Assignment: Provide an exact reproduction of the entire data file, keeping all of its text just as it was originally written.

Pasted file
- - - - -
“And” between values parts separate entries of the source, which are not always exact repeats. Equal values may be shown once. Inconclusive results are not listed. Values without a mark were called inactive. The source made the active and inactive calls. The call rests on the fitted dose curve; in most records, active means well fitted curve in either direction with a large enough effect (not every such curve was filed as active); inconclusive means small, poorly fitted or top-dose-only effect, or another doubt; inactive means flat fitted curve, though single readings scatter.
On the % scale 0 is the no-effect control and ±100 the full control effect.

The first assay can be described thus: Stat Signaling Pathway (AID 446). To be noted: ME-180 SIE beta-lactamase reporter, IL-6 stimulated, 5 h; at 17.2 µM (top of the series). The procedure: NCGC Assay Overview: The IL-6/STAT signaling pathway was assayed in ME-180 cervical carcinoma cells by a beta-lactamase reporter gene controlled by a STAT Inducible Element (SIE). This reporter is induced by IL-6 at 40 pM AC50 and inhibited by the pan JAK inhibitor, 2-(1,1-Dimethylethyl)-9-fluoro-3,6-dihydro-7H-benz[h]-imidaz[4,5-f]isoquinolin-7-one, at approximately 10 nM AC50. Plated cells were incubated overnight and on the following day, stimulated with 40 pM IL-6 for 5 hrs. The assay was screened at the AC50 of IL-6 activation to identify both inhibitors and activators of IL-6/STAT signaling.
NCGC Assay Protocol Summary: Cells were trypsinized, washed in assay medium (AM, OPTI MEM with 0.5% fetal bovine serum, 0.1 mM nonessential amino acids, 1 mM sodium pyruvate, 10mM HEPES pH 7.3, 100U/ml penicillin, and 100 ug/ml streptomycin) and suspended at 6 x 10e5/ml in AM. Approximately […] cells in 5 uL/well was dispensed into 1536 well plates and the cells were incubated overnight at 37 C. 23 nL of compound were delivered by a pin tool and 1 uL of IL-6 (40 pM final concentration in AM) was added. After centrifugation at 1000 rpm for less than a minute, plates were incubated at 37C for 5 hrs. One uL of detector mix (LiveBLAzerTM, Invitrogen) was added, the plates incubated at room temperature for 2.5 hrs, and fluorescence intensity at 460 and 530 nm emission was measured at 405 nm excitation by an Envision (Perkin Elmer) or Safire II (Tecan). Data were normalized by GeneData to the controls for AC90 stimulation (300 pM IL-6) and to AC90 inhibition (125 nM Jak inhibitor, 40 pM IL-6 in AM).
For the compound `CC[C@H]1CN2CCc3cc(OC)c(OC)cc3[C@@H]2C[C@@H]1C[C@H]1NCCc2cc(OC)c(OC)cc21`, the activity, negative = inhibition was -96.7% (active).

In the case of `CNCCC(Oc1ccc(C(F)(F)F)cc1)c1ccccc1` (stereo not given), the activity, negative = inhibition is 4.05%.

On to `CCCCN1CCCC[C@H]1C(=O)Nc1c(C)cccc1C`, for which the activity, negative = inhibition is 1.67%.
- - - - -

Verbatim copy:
“And” between values parts separate entries of the source, which are not always exact repeats. Equal values may be shown once. Inconclusive results are not listed. Values without a mark were called inactive. The source made the active and inactive calls. The call rests on the fitted dose curve; in most records, active means well fitted curve in either direction with a large enough effect (not every such curve was filed as active); inconclusive means small, poorly fitted or top-dose-only effect, or another doubt; inactive means flat fitted curve, though single readings scatter.
On the % scale 0 is the no-effect control and ±100 the full control effect.

The first assay can be described thus: Stat Signaling Pathway (AID 446). To be noted: ME-180 SIE beta-lactamase reporter, IL-6 stimulated, 5 h; at 17.2 µM (top of the series). The procedure: NCGC Assay Overview: The IL-6/STAT signaling pathway was assayed in ME-180 cervical carcinoma cells by a beta-lactamase reporter gene controlled by a STAT Inducible Element (SIE). This reporter is induced by IL-6 at 40 pM AC50 and inhibited by the pan JAK inhibitor, 2-(1,1-Dimethylethyl)-9-fluoro-3,6-dihydro-7H-benz[h]-imidaz[4,5-f]isoquinolin-7-one, at approximately 10 nM AC50. Plated cells were incubated overnight and on the following day, stimulated with 40 pM IL-6 for 5 hrs. The assay was screened at the AC50 of IL-6 activation to identify both inhibitors and activators of IL-6/STAT signaling.
NCGC Assay Protocol Summary: Cells were trypsinized, washed in assay medium (AM, OPTI MEM with 0.5% fetal bovine serum, 0.1 mM nonessential amino acids, 1 mM sodium pyruvate, 10mM HEPES pH 7.3, 100U/ml penicillin, and 100 ug/ml streptomycin) and suspended at 6 x 10e5/ml in AM. Approximately […] cells in 5 uL/well was dispensed into 1536 well plates and the cells were incubated overnight at 37 C. 23 nL of compound were delivered by a pin tool and 1 uL of IL-6 (40 pM final concentration in AM) was added. After centrifugation at 1000 rpm for less than a minute, plates were incubated at 37C for 5 hrs. One uL of detector mix (LiveBLAzerTM, Invitrogen) was added, the plates incubated at room temperature for 2.5 hrs, and fluorescence intensity at 460 and 530 nm emission was measured at 405 nm excitation by an Envision (Perkin Elmer) or Safire II (Tecan). Data were normalized by GeneData to the controls for AC90 stimulation (300 pM IL-6) and to AC90 inhibition (125 nM Jak inhibitor, 40 pM IL-6 in AM).
For the compound `CC[C@H]1CN2CCc3cc(OC)c(OC)cc3[C@@H]2C[C@@H]1C[C@H]1NCCc2cc(OC)c(OC)cc21`, the activity, negative = inhibition was -96.7% (active).

In the case of `CNCCC(Oc1ccc(C(F)(F)F)cc1)c1ccccc1` (stereo not given), the activity, negative = inhibition is 4.05%.

On to `CCCCN1CCCC[C@H]1C(=O)Nc1c(C)cccc1C`, for which the activity, negative = inhibition is 1.67%.